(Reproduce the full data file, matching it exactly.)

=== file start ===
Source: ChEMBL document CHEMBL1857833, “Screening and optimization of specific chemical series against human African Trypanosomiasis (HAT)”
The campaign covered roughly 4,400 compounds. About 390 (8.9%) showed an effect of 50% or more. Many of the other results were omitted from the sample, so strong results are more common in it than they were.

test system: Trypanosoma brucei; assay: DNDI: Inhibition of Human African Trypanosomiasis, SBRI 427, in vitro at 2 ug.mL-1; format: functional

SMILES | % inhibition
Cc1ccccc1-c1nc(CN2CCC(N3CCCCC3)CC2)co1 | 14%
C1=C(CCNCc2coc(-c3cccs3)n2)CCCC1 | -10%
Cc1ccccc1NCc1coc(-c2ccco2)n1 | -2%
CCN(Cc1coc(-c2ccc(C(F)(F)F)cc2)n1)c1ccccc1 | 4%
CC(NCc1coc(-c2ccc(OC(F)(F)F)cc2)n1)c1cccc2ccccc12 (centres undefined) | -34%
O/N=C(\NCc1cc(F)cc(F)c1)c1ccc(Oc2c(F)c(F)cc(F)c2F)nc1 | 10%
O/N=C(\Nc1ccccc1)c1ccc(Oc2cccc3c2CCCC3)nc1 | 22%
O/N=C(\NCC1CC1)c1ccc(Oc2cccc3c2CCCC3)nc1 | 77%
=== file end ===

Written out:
Source: ChEMBL document CHEMBL1857833, “Screening and optimization of specific chemical series against human African Trypanosomiasis (HAT)”
The campaign covered roughly 4,400 compounds. About 390 (8.9%) showed an effect of 50% or more. Many of the other results were omitted from the sample, so strong results are more common in it than they were.

test system: Trypanosoma brucei; assay: DNDI: Inhibition of Human African Trypanosomiasis, SBRI 427, in vitro at 2 ug.mL-1; format: functional

SMILES | % inhibition
Cc1ccccc1-c1nc(CN2CCC(N3CCCCC3)CC2)co1 | 14%
C1=C(CCNCc2coc(-c3cccs3)n2)CCCC1 | -10%
Cc1ccccc1NCc1coc(-c2ccco2)n1 | -2%
CCN(Cc1coc(-c2ccc(C(F)(F)F)cc2)n1)c1ccccc1 | 4%
CC(NCc1coc(-c2ccc(OC(F)(F)F)cc2)n1)c1cccc2ccccc12 (centres undefined) | -34%
O/N=C(\NCc1cc(F)cc(F)c1)c1ccc(Oc2c(F)c(F)cc(F)c2F)nc1 | 10%
O/N=C(\Nc1ccccc1)c1ccc(Oc2cccc3c2CCCC3)nc1 | 22%
O/N=C(\NCC1CC1)c1ccc(Oc2cccc3c2CCCC3)nc1 | 77%